In case of necessity the president was elected by the Diet. The court thus formed had to try to bring about a second mediation or so make itself a binding agreement when all parties were ready to vest it with such powers. If both forms of the mediation failed, the arbitrators decided in first and last instance according to law. The Diet executed the award if it was not freely executed by the defeated party.
The organization of the Confederation from 1815 to 1848 had a decidedly federative character. The highest organ was the “ Tagsatzung (Diet), in which all the twenty-two Cantons were represented by deputies. All Cantons, whether large or small, had one vote, but the half Cantons (which had been formed by division) had only one vote which they could exercise only in common.
The deputies were instructed by the governments and the Diet was not considered as a parliament. Besides the Diet there existed a “ Vorort” (presidential state), which changed about every two years between the Cantons Zurich, Berne, and Lucerne and exercised the same administrative and business functions as before 1798. In addition to the keeper of the record and certain military organizations there were no federal organizations which were not primarily cantonal. The Confederacy, except in individual military matters, was lacking in all direct authority. The powers of the Federal Government were exercised, not directly by the Confederacy itself, but through the Cantons.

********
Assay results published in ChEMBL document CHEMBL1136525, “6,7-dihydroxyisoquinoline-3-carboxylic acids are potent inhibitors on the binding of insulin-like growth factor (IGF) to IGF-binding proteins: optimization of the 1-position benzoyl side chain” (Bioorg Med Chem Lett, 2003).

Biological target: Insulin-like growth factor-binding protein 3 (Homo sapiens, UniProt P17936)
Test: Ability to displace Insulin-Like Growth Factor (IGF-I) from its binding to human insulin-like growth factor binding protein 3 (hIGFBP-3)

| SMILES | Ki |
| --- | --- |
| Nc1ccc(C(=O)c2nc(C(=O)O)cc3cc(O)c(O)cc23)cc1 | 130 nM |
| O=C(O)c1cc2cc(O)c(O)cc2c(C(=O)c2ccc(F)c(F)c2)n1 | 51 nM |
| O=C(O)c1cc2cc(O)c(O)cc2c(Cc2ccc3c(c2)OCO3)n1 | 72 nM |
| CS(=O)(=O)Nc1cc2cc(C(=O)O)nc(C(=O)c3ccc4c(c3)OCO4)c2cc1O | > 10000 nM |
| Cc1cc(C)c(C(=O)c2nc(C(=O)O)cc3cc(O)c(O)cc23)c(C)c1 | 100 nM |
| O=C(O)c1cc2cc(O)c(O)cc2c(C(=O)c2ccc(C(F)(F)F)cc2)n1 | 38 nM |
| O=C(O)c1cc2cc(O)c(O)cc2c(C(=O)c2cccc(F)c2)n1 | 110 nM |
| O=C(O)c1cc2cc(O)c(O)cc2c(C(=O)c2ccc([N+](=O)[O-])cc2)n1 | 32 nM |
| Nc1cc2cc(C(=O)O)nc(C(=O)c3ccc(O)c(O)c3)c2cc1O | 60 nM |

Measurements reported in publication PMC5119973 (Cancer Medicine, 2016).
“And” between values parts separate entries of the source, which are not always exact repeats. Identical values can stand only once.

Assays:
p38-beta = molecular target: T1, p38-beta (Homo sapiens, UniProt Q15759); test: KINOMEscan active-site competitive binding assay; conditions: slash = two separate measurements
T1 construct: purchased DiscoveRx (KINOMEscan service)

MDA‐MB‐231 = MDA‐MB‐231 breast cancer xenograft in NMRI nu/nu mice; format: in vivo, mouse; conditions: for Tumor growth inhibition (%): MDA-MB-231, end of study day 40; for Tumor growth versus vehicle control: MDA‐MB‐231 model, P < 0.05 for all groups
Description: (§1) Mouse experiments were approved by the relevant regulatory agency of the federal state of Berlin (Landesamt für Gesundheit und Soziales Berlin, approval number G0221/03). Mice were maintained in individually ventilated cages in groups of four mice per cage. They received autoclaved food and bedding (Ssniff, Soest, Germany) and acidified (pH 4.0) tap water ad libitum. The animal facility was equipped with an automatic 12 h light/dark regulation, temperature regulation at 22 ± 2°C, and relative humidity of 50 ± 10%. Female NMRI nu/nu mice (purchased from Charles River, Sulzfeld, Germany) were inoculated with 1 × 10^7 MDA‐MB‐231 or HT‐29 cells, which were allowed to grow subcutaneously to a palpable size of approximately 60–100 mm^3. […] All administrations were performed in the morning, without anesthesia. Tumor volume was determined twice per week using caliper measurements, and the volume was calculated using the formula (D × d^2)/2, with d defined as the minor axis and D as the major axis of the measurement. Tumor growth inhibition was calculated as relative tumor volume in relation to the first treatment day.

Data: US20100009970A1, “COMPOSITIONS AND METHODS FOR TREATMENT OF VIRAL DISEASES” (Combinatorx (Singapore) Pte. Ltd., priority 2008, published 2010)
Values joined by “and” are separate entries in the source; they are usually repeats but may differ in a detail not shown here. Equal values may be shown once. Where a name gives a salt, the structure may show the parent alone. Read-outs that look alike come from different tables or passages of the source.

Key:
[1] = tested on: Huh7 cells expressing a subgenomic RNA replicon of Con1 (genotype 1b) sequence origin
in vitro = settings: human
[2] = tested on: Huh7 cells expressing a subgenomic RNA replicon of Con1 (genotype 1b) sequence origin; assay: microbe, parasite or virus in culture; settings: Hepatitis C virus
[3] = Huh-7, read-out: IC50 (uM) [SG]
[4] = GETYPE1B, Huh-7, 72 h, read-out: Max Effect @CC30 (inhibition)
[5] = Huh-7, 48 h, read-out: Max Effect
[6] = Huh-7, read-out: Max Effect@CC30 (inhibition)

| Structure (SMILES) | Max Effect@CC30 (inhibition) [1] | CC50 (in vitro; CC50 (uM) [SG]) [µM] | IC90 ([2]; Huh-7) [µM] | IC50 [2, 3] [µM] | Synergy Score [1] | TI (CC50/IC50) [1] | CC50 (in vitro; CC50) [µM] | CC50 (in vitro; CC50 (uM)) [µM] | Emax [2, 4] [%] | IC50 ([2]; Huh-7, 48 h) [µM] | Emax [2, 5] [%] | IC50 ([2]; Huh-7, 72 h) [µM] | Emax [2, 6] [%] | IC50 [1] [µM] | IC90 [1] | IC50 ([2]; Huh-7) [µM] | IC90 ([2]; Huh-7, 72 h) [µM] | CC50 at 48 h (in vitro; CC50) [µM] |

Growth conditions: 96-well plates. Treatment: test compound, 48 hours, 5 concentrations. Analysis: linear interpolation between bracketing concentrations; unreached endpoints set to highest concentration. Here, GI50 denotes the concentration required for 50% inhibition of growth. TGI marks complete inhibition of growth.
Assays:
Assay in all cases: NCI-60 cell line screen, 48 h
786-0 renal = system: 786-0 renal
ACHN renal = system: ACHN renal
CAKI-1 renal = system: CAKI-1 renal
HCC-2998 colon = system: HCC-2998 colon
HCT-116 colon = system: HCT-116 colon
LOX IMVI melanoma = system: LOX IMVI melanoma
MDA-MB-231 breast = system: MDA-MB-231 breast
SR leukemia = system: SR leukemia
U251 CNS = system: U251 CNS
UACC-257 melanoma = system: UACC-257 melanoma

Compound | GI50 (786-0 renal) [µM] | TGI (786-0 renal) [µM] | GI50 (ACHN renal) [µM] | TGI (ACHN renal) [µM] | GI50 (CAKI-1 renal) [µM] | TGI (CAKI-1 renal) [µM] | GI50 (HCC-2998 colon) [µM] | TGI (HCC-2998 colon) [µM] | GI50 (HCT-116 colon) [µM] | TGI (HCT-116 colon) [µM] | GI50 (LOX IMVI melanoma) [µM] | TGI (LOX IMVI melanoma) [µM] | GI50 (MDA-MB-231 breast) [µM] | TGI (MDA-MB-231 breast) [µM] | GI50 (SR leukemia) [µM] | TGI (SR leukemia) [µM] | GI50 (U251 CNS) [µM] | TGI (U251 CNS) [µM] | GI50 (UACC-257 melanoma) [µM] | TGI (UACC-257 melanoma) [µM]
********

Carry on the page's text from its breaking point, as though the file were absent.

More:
III. INTERCANTONAL LAW UNDER THE PRESENT FEDERAL
1. The legal status of cantons The Cantons are to be considered as states in their relations to the Confederation, to foreign nations, and among each other. Though in all federal states the federal government be superordinate and the
4 Modern intercantonal law has been fully and very ably treated by Arnold Bolle, “ Das interkantonale Recht,” La Chaux-de-Fonds, 1907. This work is the only comprehensive and systematical description of the subject. Special ques